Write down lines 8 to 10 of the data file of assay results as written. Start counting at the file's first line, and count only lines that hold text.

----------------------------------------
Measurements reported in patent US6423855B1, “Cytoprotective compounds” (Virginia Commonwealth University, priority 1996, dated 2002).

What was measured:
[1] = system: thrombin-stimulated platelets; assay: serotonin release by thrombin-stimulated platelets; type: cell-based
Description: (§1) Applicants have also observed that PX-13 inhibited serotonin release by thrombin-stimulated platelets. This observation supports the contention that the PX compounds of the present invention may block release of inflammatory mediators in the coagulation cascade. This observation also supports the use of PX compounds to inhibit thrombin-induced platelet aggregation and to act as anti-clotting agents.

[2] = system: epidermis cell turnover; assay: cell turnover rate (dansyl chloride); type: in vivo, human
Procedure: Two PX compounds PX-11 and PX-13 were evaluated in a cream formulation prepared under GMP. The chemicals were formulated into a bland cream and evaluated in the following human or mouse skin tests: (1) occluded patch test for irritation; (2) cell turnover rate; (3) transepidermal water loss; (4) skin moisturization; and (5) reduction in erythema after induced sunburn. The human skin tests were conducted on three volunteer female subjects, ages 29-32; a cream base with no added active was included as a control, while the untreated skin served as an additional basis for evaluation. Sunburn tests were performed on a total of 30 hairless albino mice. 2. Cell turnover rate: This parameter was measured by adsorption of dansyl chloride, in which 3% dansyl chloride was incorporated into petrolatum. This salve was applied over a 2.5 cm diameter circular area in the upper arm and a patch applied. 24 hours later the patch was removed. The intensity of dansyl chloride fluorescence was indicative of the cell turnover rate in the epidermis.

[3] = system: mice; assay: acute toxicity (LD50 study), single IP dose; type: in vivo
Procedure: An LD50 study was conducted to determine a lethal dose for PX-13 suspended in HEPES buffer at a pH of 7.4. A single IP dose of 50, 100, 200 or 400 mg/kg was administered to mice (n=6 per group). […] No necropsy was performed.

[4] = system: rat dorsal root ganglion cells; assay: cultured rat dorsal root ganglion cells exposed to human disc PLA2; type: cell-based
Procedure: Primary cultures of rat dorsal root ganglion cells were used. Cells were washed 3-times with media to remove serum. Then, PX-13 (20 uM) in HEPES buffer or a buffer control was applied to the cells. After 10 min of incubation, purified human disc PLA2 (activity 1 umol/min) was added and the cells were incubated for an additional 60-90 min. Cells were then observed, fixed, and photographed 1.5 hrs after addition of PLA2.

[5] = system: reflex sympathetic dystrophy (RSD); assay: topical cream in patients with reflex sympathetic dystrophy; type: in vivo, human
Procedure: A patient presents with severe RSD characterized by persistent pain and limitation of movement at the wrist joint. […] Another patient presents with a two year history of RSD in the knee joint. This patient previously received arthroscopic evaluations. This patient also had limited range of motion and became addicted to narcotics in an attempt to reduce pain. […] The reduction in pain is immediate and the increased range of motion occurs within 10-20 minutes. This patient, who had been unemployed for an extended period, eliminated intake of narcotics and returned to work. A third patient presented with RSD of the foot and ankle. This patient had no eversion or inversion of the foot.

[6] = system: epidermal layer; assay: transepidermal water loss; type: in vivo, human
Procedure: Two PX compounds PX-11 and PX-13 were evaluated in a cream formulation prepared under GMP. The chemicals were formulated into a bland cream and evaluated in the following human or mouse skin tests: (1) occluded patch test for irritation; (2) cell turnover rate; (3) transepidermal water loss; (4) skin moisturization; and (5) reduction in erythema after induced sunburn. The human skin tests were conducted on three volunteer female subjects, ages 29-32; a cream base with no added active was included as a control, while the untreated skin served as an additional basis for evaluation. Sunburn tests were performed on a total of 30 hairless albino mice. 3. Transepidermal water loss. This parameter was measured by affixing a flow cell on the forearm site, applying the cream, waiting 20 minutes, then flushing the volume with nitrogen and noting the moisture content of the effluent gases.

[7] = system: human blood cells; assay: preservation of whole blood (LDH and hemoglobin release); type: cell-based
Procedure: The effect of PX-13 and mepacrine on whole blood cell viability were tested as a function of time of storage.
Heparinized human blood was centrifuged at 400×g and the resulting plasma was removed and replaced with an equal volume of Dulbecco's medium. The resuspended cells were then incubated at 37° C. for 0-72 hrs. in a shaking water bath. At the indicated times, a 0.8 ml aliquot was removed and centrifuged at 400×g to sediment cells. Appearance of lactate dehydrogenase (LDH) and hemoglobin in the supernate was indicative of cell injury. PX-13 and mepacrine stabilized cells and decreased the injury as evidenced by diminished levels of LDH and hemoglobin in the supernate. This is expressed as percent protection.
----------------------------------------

Procedure: An LD50 study was conducted to determine a lethal dose for PX-13 suspended in HEPES buffer at a pH of 7.4. A single IP dose of 50, 100, 200 or 400 mg/kg was administered to mice (n=6 per group). […] No necropsy was performed.

[4] = system: rat dorsal root ganglion cells; assay: cultured rat dorsal root ganglion cells exposed to human disc PLA2; type: cell-based
Procedure: Primary cultures of rat dorsal root ganglion cells were used. Cells were washed 3-times with media to remove serum. Then, PX-13 (20 uM) in HEPES buffer or a buffer control was applied to the cells. After 10 min of incubation, purified human disc PLA2 (activity 1 umol/min) was added and the cells were incubated for an additional 60-90 min. Cells were then observed, fixed, and photographed 1.5 hrs after addition of PLA2.